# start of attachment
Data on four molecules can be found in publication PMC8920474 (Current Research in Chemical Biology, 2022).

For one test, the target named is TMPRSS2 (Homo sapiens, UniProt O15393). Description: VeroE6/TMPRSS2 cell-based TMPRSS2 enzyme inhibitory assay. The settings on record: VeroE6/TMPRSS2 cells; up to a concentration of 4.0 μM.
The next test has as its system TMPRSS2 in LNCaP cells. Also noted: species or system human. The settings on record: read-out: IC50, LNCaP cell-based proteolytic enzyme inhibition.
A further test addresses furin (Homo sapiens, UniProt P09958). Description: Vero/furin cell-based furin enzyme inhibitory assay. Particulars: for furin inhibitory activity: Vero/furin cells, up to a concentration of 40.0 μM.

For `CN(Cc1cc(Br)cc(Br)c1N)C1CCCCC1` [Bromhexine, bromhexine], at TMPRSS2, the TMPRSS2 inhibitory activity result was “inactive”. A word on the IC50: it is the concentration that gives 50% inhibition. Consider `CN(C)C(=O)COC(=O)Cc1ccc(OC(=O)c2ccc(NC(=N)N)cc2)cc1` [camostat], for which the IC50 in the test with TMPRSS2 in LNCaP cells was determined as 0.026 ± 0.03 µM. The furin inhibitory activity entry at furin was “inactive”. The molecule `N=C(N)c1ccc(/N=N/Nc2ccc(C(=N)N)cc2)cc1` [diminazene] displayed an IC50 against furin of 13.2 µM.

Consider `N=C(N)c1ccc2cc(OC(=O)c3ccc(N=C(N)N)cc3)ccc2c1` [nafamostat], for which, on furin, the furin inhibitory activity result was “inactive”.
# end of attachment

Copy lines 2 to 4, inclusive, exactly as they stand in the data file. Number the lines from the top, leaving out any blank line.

For one test, the target named is TMPRSS2 (Homo sapiens, UniProt O15393). Description: VeroE6/TMPRSS2 cell-based TMPRSS2 enzyme inhibitory assay. The settings on record: VeroE6/TMPRSS2 cells; up to a concentration of 4.0 μM.
The next test has as its system TMPRSS2 in LNCaP cells. Also noted: species or system human. The settings on record: read-out: IC50, LNCaP cell-based proteolytic enzyme inhibition.
A further test addresses furin (Homo sapiens, UniProt P09958). Description: Vero/furin cell-based furin enzyme inhibitory assay. Particulars: for furin inhibitory activity: Vero/furin cells, up to a concentration of 40.0 μM.